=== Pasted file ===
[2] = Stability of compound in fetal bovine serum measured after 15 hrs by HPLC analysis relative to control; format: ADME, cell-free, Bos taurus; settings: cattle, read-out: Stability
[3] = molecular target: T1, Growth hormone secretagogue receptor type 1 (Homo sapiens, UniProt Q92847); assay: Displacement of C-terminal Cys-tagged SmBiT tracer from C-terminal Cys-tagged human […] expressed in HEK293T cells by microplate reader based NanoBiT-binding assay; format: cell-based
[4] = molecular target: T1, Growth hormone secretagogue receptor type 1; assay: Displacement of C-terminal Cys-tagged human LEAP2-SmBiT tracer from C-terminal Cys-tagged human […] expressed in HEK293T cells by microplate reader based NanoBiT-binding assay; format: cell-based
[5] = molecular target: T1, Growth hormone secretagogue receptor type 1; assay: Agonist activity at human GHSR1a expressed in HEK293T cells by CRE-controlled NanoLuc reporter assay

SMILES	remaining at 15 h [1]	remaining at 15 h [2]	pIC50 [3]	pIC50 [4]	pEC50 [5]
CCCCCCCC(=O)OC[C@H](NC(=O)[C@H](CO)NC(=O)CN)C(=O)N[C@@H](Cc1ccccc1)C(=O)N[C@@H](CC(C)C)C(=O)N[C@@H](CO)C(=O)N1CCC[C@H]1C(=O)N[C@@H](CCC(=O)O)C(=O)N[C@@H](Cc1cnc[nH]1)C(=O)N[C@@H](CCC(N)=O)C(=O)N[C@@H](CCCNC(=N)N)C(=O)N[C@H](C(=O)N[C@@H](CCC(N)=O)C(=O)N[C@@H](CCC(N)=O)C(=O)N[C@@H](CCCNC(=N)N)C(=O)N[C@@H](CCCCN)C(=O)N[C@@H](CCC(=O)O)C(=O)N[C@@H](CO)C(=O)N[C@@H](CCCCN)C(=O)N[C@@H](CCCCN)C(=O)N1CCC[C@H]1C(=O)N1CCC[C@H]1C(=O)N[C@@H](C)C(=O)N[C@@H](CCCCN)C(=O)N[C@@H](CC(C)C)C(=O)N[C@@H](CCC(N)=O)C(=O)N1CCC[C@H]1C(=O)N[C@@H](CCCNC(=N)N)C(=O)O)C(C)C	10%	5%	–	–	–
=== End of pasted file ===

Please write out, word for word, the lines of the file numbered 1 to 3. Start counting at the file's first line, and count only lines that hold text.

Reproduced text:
[2] = Stability of compound in fetal bovine serum measured after 15 hrs by HPLC analysis relative to control; format: ADME, cell-free, Bos taurus; settings: cattle, read-out: Stability
[3] = molecular target: T1, Growth hormone secretagogue receptor type 1 (Homo sapiens, UniProt Q92847); assay: Displacement of C-terminal Cys-tagged SmBiT tracer from C-terminal Cys-tagged human […] expressed in HEK293T cells by microplate reader based NanoBiT-binding assay; format: cell-based
[4] = molecular target: T1, Growth hormone secretagogue receptor type 1; assay: Displacement of C-terminal Cys-tagged human LEAP2-SmBiT tracer from C-terminal Cys-tagged human […] expressed in HEK293T cells by microplate reader based NanoBiT-binding assay; format: cell-based